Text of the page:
Delegation meets asylum-seekers in PNG

Bishop Vincent Long OFM Conv. was a member of the delegation to Papua New Guinea (Parramatta Diocese)

Seven Catholic representatives from Australia have visited asylum-seekers and refugees living in Papua New Guinea to express solidarity and gain a better understanding of the complexities of their situation. Source Catholic Outlook.

The group expressed the need for the Medevac provision as part of a bill that will be debated in federal Parliament over the coming days. The delegation called on the Morrison Government to accept an offer from New Zealand, or any other safe and secure country, to secure the future of these individuals.

Bishop Long, chair of the Australian Catholic Bishops Conference Commission for Social Justice – Mission and Service, said the Church in PNG has been active in supporting refugees and people seeking asylum, both on Manus Island and in Port Moresby, where the majority of individuals now reside.

“The Catholic Church in Australia and PNG have both previously called for a durable solution for those who have been taken by the Australian Government to PNG for processing. Our visit has affirmed the necessity and urgency of finding this solution for all cohorts,” Bishop Long said.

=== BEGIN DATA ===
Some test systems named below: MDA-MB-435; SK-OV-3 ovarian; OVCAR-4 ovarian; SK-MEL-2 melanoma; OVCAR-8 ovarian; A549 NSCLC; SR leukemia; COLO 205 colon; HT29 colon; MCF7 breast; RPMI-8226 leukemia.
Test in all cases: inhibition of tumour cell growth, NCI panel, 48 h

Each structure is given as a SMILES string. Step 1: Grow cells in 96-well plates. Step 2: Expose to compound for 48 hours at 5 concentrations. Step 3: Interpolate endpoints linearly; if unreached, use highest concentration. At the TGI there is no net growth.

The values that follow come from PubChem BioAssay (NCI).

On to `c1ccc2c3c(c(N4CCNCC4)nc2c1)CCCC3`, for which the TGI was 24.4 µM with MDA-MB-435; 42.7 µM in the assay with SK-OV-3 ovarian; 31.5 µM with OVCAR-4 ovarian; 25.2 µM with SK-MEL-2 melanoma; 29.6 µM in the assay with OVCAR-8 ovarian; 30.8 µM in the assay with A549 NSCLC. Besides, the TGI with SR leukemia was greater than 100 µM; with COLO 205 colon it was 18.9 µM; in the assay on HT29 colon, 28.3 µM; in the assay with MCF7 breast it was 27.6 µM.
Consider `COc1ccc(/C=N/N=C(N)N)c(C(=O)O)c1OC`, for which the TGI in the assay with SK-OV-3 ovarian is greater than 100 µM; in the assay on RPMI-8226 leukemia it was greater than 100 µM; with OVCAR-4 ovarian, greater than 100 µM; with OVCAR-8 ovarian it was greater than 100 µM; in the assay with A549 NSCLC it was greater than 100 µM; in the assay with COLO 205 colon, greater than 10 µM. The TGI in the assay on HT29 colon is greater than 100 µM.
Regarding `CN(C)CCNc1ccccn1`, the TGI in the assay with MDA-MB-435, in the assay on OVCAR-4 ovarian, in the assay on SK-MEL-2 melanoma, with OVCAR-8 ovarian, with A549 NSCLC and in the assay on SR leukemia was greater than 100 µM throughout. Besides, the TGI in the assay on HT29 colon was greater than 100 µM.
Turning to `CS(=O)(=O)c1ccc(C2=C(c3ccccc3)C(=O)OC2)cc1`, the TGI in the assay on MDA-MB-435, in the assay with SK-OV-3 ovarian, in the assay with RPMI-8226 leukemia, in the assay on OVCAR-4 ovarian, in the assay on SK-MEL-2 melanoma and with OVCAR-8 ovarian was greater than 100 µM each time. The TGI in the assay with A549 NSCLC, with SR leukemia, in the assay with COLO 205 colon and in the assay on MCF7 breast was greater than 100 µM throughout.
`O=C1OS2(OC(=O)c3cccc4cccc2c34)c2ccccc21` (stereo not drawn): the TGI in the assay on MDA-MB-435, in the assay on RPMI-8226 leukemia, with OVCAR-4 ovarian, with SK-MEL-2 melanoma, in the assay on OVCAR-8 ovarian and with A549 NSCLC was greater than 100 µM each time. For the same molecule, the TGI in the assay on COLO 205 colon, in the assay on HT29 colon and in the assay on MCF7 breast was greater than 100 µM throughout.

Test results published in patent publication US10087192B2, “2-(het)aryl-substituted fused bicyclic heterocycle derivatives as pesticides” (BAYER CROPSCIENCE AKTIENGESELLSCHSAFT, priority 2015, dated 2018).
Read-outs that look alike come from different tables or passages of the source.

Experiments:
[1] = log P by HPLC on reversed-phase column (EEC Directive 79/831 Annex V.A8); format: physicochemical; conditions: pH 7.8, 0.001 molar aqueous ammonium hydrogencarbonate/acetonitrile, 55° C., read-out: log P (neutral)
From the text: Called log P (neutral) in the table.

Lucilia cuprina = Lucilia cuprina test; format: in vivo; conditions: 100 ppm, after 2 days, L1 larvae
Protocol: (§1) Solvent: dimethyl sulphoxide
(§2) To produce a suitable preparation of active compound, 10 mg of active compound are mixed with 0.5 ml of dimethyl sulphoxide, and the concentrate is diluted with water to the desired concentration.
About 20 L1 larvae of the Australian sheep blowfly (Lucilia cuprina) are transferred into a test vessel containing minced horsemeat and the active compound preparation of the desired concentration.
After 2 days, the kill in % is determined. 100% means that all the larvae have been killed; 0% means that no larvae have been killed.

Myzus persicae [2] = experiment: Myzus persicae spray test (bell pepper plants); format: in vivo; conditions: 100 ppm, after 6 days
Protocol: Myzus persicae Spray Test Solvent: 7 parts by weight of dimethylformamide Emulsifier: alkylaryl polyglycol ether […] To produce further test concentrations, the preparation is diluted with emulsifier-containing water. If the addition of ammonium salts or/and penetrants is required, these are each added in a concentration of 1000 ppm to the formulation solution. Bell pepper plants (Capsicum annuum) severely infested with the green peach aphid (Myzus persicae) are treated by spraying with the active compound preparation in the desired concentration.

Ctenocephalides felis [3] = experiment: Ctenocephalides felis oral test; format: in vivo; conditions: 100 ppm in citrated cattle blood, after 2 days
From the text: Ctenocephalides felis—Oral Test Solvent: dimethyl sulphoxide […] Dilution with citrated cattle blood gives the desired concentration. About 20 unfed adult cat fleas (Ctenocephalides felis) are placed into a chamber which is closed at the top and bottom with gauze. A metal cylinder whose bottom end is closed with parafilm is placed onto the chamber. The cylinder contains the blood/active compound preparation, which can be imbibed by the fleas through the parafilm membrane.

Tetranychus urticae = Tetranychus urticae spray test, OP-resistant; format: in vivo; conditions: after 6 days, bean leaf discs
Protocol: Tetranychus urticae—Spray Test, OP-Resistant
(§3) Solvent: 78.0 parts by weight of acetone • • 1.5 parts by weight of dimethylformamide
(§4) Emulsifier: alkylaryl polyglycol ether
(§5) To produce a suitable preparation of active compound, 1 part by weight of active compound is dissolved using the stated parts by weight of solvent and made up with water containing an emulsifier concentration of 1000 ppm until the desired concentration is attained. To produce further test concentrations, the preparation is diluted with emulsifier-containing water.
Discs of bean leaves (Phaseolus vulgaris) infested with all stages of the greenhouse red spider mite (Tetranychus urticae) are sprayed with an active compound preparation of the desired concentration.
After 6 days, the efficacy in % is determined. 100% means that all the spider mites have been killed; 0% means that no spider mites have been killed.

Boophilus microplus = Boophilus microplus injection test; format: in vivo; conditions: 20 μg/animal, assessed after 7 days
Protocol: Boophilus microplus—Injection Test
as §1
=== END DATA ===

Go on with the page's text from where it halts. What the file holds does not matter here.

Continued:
Carolina Gottardo, Co-convenor of the Catholic Alliance for People Seeking Asylum (CAPSA) and Director of Jesuit Refugee Service (JRS Australia), said the situation around the Bomana Immigration Detention Centre, where asylum-seekers have been transferred from Manus Island, was highly alarming.

“We were told that many men indefinitely detained in Bomana were experiencing conditions equivalent to torture – including not getting basic food and losing weight, being unable to contact family members and having no access to medication, legal advice or visitors,” she says.

“These men need to be out of Bomana as a matter of urgency. They should be allowed to resume their lives, have access to safety, to appropriate healthcare and to complementary pathways.”

Josh Lourensz, National Coordinator of CAPSA, which is jointly convened by Jesuit Social Services and JRS Australia, said the visit was an opportunity to see the situation in PNG first-hand.

Fr Peter Smith, Promoter of Justice and Peace from the Catholic Archdiocese of Sydney, says the group urged the Government to take up New Zealand’s offer to resettle 150 refugees.

“We met with a number of men who have been determined as refugees but do not have secure futures – this could be resolved by Australia working with the NZ Government for a solution,” he says.


PNG visit affirms need for safe, secure pathways for refugees and people seeking asylum (Catholic Outlook)

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